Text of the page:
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Boy Scouts of America – Under Attack Again

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Boy Scouts of America Under Attack Again




Protecting Your Rights

By Jay Sekulow


Boy Scouts Face Another Legal Quandary


The Boy Scouts of America find themselves in another legal quandary this time over federal support of the National Scout Jamboree, an event held every four years in Virginia that attracts thousands of Scouts from around the country.


[A lawsuit was filed in 1999 claiming that support provided to the Boy Scouts by the Department of Defense was a violation of the separation of church and state. Those who filed suit contend the federal governments involvement with the Scouts is unconstitutional because the Boy Scouts require members to swear an oath which states, in part, On my honor, I will do my best to do my duty to God and my country.


In March 2005, a federal district court declared a 1972 statute passed by Congress that enabled the Department of Defense to provide support for the Scouts unconstitutional and ruled that it violated the Establishment Clause because it had a primary effect of advancing religion. Now, the case is before the U.S. Court of Appeals for the Seventh Circuit. We are asking the federal appeals court on behalf of nearly 90 members of Congress to overturn the lower courts decision.


Our amicus brief filed in the case of Winkler v. Rumsfeld contends that the Defense Departments support comes in the form of non-religious supplies and services. The brief states: The militarys rental of forklifts and trucks, transportation and military equipment, restoration of Fort A.P. Hill after the Jamboree and provision of other secular services is clearly neutral and non-ideological. The only possible message that the militarys aid can be viewed as conveying is that patriotism, self-reliance, physical fitness and support of the military are positive things.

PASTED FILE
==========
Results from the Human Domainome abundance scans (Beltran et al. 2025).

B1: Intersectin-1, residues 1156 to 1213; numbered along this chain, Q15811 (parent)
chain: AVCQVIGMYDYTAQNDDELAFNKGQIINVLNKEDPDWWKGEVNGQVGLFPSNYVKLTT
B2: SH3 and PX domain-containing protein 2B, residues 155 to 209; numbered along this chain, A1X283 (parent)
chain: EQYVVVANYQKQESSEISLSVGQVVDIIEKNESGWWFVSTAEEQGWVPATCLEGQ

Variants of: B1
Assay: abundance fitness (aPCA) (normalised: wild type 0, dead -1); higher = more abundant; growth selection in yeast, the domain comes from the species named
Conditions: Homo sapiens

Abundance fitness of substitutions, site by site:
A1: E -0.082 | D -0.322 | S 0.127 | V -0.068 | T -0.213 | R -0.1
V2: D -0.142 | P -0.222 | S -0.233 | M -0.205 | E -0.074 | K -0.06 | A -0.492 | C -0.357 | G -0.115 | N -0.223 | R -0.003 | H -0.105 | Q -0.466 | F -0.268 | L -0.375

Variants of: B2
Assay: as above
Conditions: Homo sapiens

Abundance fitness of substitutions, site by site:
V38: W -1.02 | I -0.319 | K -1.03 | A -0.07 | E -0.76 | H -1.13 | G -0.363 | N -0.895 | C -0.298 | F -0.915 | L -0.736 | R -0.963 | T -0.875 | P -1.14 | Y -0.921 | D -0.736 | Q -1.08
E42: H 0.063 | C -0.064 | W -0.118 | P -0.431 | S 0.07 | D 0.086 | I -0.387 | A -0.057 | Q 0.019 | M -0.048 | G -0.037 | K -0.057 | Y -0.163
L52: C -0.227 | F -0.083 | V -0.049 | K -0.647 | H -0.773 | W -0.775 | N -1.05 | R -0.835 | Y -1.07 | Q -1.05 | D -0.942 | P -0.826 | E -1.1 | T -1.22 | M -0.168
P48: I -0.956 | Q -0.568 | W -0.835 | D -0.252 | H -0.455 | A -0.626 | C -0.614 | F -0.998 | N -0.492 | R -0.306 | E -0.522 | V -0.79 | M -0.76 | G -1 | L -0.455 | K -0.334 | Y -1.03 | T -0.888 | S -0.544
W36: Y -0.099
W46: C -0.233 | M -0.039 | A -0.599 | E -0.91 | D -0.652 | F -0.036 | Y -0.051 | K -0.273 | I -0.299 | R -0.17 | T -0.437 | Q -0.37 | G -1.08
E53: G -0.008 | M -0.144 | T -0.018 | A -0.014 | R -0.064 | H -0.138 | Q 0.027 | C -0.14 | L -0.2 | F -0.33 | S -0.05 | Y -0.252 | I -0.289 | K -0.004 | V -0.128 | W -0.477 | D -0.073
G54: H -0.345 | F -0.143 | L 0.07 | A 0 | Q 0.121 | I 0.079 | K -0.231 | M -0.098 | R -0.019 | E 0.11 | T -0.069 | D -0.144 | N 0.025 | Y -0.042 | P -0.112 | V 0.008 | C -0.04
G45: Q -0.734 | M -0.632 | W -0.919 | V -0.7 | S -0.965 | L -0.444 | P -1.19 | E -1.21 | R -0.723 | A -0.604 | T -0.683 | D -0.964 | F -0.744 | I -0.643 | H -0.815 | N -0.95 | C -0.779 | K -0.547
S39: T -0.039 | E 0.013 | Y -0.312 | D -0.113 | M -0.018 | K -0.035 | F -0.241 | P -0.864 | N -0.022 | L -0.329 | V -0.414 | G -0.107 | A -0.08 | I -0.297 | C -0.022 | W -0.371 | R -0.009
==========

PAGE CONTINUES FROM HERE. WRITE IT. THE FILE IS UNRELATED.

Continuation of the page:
We also noted that the militarys support of National Scout Jamborees is part of its larger community relations program.


The military has supported events such as the Goodwill Games, Special Olympics, political party conventions and presidential inaugurations; and has assisted other groups like Girl Scouts of America, Boys and Girls Clubs of America, the YMCA and the YWCA, the Police Athletic League and Campfire Boys and Girls. The military has not established a national religion merely by including the Boy Scouts within its community service programs.


It is our belief that the district court incorrectly applied the Supreme Courts Establishment Clause cases in reaching its conclusion. By comparing the case to decisions dealing with financial aid to students and private schools, the district court took a much narrower view of the Establishment Clause than it should have. We explain that the militarys support of National Scout Jamborees poses fewer Establishment Clause problems than the school aid programs upheld by the Supreme Court. For example, while some tuition voucher programs allow tax dollars to reach private, religious schools, the Boy Scouts do not receive any money from the military for Jamborees. Also, Scouts and other people attending Jamborees are there voluntarily, while students are required by law to attend school. We present a strong argument that the Establishment Clause does not require the military to sever all ties with the Boy Scouts merely because the Scouts include religion in their belief system.